I can see that blockchain has at least one vulnerability. Sure – decentralization and reconciliation with encryption is fine. But the one vulnerability is the interconnecting network. You foul that up and your blockchain paradigm is now vulnerable. Each node could then be compromised so that reconciliation is impossible. Blockchain does not accomodate the vulnerabilities of the infrastructure which it is using.
I can see that blockchain has at least one vulnerability. Sure – decentralization and reconciliation with encryption is fine. But the one vulnerability is the interconnecting network. You foul that up and your blockchain paradigm is now vulnerable. Each node could then be compromised so that reconciliation is impossible. Blockchain does not accomodate the vulnerabilities of the infrastructure which it is using.

Blockchain is the underlying technology for digital currency like Bitcoin, Litecoin, and Ethereum and other digital properties. The technology records every transaction of a digital currency or property in a database or digital ledger. It also copies and distributes the database to a network of computers to validate each transaction. This decentralizes, secures, and publicizes each digital currency’s or property’s database of transactions.
As is well known, digital information can be infinitely reproduced — and distributed widely thanks to the internet. This has given web users globally a goldmine of free content. However, copyright holders have not been so lucky, losing control over their intellectual property and suffering financially as a consequence. Smart contracts can protect copyright and automate the sale of creative works online, eliminating the risk of file copying and redistribution.
According to a report, as of October 2017, there have been 42 equity investment deals in 2017 alone, totalling $327 mln. The most active investor is a Japanese services firm SBI Holding, with stakes in eight Blockchain firms. A digital powerhouse Google is the second-most active investor, with stakes in the Bitcoin wallet company Blockchain and Ripple, a company that is working on Blockchain-based money transferring system.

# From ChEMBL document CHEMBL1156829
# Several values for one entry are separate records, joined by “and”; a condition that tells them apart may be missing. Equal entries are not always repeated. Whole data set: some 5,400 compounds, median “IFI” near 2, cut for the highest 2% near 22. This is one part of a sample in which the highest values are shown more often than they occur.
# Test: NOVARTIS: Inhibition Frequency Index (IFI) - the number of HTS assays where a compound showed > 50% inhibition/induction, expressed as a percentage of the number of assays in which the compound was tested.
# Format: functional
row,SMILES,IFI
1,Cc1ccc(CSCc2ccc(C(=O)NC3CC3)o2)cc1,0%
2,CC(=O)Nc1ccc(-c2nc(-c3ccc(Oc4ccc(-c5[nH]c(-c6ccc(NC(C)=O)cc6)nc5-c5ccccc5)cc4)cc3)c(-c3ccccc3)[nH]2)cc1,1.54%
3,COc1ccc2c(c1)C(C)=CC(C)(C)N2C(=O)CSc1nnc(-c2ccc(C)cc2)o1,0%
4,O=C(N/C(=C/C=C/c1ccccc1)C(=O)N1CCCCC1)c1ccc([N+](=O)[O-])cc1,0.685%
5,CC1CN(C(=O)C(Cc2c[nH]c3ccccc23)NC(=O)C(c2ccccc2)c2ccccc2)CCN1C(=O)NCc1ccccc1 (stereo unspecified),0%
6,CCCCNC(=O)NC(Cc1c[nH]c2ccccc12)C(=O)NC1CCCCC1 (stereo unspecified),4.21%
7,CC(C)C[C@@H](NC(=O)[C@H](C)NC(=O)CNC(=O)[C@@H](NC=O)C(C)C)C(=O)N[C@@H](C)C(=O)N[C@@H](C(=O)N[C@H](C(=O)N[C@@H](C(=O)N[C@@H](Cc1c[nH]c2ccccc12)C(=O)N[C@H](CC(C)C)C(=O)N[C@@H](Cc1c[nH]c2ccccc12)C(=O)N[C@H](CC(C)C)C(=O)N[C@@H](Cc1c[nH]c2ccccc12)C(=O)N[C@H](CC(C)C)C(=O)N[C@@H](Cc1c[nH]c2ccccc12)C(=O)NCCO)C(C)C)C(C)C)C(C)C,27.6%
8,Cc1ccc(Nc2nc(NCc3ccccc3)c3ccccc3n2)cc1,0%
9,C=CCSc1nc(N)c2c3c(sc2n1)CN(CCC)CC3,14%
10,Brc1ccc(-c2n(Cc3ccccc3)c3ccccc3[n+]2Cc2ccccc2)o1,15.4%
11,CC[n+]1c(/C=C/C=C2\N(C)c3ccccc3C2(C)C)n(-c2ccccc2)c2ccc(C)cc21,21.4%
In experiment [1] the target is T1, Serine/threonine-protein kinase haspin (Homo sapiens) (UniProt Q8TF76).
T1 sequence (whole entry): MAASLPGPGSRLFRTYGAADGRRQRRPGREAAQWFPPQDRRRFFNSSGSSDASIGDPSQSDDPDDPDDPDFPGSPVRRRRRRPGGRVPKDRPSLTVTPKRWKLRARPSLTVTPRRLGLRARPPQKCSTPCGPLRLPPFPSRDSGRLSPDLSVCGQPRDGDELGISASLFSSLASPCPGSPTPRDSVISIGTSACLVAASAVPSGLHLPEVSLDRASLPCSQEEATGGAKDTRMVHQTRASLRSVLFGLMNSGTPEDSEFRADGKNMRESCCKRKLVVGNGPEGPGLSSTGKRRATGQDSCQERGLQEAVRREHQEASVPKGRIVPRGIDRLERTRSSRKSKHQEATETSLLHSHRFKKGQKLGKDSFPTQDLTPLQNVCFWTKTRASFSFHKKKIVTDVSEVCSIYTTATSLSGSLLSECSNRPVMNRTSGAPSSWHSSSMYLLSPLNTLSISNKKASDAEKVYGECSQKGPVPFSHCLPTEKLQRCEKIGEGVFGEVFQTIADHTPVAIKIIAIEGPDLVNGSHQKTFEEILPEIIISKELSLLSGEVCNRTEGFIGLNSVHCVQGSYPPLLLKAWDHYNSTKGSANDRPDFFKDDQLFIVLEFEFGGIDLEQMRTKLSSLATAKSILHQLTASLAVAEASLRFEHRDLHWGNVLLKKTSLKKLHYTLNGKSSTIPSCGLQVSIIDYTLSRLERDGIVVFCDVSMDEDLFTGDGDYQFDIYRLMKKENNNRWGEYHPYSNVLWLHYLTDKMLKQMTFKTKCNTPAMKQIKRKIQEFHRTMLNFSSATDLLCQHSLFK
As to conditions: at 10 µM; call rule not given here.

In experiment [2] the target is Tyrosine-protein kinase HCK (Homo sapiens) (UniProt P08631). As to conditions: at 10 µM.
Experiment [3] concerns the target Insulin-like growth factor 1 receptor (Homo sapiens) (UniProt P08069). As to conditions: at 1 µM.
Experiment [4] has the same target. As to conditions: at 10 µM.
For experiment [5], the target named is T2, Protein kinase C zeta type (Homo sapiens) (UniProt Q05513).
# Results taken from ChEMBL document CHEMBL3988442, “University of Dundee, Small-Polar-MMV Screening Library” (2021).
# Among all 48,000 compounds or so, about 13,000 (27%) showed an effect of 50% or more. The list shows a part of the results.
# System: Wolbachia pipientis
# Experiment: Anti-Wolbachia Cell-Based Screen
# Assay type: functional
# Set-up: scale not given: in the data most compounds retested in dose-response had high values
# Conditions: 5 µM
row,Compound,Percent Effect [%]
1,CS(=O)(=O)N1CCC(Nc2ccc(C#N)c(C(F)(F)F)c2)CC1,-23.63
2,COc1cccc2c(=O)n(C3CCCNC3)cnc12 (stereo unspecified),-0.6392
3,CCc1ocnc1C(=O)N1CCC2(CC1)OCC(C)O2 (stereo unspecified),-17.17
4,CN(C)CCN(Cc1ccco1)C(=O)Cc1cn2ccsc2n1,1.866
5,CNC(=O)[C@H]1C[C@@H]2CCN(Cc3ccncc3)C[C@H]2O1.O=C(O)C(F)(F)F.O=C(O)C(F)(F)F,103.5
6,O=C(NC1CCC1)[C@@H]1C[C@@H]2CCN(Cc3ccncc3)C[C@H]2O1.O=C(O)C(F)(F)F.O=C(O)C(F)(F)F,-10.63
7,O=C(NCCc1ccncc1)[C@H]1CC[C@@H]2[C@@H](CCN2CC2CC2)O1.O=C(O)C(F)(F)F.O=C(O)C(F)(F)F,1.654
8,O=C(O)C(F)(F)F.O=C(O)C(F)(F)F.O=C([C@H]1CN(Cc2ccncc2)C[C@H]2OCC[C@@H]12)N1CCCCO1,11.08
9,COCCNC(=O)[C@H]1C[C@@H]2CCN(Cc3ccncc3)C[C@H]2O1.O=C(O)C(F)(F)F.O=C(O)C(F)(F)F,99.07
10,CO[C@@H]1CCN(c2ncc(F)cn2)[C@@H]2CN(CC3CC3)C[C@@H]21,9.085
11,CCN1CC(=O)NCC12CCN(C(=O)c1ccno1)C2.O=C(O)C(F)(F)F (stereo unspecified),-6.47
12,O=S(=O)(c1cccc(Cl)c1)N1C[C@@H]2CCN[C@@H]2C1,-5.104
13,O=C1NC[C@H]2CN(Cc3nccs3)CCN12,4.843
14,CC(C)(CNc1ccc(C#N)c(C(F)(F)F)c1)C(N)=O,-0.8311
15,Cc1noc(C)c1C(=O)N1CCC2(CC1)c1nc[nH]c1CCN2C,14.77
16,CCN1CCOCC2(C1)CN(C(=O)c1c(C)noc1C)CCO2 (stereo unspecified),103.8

Health care providers can leverage blockchain to securely store their patients’ medical records. When a medical record is generated and signed, it can be written into the blockchain, which provides patients with the proof and confidence that the record cannot be changed. These personal health records could be encoded and stored on the blockchain with a private key, so that they are only accessible by certain individuals, thereby ensuring privacy
While the promises of blockchain are great, its algorithms can require significant amounts of compute performance and power from both central processing units (CPUs) and graphics processing units (GPUs)—both in terms of processing bandwidth and the energy consumed to perform operations. Therefore, implementing blockchain applications on a mass scale using current technologies is challenging.
2.) Pseudonymous: Neither transactions or accounts are connected to real-world identities. You receive Bitcoins on so-called addresses, which are randomly seeming chains of around 30 characters. While it is usually possible to analyze the transaction flow, it is not necessarily possible to connect the real world identity of users with those addresses.